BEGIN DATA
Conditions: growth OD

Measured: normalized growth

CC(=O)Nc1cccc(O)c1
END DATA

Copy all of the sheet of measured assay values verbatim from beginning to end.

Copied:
Conditions: growth OD

Measured: normalized growth

CC(=O)Nc1cccc(O)c1